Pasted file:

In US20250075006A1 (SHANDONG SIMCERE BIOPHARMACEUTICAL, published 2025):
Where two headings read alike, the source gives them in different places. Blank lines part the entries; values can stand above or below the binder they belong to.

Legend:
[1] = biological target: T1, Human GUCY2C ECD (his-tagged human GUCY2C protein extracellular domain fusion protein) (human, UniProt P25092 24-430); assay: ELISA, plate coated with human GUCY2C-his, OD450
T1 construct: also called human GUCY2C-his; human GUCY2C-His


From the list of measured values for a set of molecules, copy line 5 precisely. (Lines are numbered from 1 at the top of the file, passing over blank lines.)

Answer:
T1 construct: also called human GUCY2C-his; human GUCY2C-His